We live in an era of personal problems made public, an "Oprah" age where
people seek attention and absolution by hauling the results of their poor
decision-making skills in front of the nearest spotlight. Using the media
as an ersatz confession booth, they pour out the intimate details of
their obsessions, compulsions and other assorted demons; expecting, and
generally receiving, forgiving applause following their "daring" displays
Once reserved for celebrities, this peculiar form of self-flagellation is
now available to anyone willing to sacrifice their privacy and dignity in
exchange for attention. After a local television newsreader was arrested
for driving while intoxicated, she spoke with the print media and
received a couple of splashy profiles. In both stories the notion of
lives endangered by a drunk tooling erratically down the interstate
became secondary, eclipsed by her sad tale of how family losses, bouts
with depression and a near-suicidal state of mind led to her brush with
the law. Cue the string section, flip on the applause sign, and let's all
pray she stays sober.
"Permanent Midnight" recounts the true story of Jerry Stahl, a writer who
routinely earned upwards of $5,000 a week creating scripts for shows like
"Alf" and "Moonlighting," while spending $6,500 a week on heroin and
cocaine. He eventually hit bottom, of course. That's what junkies do.
Told in flashbacks, the film covers his descent to the depths of
addiction and his work on recovery, culminating in scenes of Stahl
appearing on various daytime talk shows, baring his soul while promoting
his tell-all autobiography.
Let's pause and look at Stahl's accomplishments. From his addiction he
spun a book, lots of television and print exposure, a feature film in
which he makes a cameo appearance, and more interviews to promote the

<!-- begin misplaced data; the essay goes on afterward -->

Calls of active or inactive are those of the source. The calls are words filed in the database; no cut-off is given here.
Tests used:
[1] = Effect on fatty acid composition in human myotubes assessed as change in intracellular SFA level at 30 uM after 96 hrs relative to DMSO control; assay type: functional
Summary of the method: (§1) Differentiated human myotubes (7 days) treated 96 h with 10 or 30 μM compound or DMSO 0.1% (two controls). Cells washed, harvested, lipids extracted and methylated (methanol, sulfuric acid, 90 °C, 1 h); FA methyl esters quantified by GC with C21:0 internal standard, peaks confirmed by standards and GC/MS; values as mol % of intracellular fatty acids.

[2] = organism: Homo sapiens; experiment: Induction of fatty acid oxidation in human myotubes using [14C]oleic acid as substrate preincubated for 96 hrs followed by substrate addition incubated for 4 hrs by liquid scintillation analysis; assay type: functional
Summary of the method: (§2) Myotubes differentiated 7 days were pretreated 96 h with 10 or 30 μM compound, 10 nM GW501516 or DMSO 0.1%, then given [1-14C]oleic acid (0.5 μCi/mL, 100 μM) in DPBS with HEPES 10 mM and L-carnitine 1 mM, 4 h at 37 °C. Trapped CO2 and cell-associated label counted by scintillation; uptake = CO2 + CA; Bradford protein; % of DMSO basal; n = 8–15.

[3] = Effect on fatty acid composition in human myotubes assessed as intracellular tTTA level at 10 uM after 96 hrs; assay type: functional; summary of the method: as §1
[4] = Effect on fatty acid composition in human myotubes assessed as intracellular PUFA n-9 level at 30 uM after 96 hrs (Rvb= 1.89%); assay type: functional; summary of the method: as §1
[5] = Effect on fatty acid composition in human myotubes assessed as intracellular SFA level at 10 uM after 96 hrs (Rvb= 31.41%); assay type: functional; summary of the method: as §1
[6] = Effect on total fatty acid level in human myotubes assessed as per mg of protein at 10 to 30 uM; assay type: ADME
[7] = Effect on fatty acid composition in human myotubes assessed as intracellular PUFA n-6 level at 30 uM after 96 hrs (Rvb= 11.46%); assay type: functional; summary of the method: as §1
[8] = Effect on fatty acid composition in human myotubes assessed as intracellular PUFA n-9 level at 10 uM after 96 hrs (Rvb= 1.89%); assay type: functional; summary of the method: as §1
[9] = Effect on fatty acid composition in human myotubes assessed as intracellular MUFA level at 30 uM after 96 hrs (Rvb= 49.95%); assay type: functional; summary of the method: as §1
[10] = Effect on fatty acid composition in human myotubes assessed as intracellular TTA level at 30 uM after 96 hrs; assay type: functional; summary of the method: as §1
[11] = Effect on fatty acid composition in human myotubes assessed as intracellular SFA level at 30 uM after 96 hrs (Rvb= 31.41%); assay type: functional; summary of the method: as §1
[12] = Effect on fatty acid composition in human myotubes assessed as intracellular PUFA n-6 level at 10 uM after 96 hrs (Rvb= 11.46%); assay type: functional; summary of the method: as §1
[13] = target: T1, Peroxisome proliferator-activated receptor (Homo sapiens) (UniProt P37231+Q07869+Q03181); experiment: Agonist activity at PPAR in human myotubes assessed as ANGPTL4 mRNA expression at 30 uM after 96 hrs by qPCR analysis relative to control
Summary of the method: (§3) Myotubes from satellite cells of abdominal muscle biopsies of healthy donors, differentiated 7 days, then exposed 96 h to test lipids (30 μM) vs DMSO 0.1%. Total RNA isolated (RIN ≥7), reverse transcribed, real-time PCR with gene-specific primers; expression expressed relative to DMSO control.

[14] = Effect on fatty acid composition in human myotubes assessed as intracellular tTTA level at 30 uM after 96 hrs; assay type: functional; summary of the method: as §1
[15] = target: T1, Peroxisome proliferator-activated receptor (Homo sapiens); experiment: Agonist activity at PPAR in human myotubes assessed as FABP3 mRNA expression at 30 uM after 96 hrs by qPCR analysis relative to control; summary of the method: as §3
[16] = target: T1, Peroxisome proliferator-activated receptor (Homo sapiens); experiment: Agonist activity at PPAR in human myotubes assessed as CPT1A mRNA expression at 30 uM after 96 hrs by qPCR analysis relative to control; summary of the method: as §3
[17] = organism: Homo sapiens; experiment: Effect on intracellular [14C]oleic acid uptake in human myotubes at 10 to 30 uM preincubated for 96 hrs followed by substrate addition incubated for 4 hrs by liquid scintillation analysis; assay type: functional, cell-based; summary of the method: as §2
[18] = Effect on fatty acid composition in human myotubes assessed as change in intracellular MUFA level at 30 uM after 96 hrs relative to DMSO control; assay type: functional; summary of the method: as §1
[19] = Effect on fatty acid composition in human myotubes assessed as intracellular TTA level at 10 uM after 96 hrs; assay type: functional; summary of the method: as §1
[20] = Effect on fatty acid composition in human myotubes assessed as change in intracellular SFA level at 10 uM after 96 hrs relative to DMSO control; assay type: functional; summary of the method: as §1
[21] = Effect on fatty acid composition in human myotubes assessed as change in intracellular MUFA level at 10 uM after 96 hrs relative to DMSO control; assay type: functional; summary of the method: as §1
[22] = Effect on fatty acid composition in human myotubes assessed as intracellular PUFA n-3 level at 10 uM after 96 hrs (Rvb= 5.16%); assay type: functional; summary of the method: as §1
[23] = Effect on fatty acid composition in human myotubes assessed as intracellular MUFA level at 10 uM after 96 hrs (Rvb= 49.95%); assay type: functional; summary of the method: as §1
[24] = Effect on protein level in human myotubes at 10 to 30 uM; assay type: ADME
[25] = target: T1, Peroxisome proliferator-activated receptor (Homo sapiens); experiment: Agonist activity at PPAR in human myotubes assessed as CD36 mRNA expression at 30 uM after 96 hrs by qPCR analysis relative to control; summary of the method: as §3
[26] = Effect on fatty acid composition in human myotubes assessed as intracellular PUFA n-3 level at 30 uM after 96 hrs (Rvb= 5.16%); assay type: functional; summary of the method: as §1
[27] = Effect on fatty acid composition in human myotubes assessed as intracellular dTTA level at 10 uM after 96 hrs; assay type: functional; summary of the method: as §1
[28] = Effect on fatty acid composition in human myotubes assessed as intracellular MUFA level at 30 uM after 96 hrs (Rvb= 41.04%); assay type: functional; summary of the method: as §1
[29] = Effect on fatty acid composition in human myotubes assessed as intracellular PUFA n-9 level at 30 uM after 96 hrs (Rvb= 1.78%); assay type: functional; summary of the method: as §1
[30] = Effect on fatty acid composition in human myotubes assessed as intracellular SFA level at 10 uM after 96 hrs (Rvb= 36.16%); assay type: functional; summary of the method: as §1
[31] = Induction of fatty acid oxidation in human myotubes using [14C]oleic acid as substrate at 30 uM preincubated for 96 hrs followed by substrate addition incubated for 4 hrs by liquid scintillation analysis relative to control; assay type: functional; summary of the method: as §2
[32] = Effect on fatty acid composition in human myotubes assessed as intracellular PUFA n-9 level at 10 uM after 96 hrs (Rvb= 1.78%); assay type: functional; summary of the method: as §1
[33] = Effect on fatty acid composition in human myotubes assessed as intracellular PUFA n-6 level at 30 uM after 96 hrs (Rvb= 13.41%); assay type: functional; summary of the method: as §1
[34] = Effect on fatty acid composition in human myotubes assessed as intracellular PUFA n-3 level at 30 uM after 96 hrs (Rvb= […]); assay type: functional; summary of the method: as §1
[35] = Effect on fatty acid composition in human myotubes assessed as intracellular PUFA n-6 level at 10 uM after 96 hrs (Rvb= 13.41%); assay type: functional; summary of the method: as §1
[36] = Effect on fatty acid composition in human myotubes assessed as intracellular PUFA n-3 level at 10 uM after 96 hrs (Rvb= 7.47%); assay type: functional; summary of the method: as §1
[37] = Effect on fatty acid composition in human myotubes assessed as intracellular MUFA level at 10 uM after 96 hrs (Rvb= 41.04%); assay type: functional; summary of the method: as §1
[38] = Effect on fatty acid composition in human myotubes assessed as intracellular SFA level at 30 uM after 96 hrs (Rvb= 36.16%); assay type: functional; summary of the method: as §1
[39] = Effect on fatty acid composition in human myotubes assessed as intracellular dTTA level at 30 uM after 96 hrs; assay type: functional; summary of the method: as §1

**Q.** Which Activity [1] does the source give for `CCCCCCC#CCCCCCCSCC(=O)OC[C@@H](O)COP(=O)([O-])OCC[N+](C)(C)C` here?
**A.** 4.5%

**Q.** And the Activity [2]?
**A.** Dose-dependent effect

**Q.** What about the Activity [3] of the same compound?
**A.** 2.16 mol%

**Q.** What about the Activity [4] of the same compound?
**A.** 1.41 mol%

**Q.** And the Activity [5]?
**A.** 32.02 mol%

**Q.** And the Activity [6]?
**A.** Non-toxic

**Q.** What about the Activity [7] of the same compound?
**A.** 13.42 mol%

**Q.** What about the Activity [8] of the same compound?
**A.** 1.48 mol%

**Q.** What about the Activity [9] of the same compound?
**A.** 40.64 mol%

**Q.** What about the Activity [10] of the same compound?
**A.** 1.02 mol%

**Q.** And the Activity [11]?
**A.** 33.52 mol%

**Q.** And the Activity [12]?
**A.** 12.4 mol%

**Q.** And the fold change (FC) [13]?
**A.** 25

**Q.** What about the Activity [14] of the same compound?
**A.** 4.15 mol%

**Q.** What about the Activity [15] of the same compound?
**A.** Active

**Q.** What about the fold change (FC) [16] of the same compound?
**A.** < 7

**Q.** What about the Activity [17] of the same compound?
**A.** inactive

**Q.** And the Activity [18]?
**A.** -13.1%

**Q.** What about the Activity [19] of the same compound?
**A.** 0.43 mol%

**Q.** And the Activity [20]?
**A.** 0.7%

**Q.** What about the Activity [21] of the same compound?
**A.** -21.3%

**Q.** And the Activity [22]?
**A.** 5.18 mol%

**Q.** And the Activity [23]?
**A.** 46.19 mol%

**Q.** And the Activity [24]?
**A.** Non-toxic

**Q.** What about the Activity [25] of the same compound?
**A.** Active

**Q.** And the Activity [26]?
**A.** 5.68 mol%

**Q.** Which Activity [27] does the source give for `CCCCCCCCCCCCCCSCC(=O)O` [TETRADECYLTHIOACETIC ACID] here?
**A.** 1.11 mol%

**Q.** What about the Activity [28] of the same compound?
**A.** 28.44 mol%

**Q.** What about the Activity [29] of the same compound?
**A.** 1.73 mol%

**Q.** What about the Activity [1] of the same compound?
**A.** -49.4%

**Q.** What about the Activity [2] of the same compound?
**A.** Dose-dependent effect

film. Nice work, Jerry! What's next, action figures?
Within this massive exercise in self-exploitation lies a solid, if
unexceptional, movie. "Permanent Midnight" offers nothing we haven't seen
before, but as far as harrowing portrayals of junkies go, this one is
unflinching and well-acted. Ben Stiller gives a strong performance as
Stahl, making heroin addiction look as ghastly as we already knew it was.
The film shows entertainment industry types willing to make allowances
for Stahl's outrageous behavior, as long as he kept cranking out material.
The scenes are interesting, but certainly not surprising.
Stahl's tale, like most calculated tell-all's, remains firmly focused on
him. As with the aforementioned newsreader, the effects of Stahl's
behavior on others is far less important than his pain, his loss of
esteem, his shame. You see, in "Oprah-land," the confessor is the star,
always remaining the center figure in their real-life soap opera; with
everyone around them fretting over the confessor's tragic self-
destructive behavior. Stahl's horrible actions are presented graphically
because audiences require that. After all, what good is a public
confession without juicy details about personal degradation?
Aside from Ben Stiller's acting, the only thing that really stands out
about "Permanent Midnight" is the sheer callousness behind its creation.
Adding even more irony to the cynical proceedings is the appearance of
"NewsRadio's" Andy Dick as a junkie discussing his habit alongside Stahl
during the talk show montage that closes the film. In real life, Dick is
almost as well known for his struggles with substance abuse as he is for
his comedic skills. The spectacle of a real Hollywood addict playing a
confessional addict onscreen is borderline surreal and unquestionably sad.
So what message does "Permanent Midnight" send? It's an anti-drug film,
to be sure, but who among us doesn't already know what addiction can do
to the human soul? Ultimately, I think the film's message is this: if
you're plagued by personal demons, get yourself a good agent, because
there's gold in them thar hills.
Copyright © 1998 Edward Johnson-Ott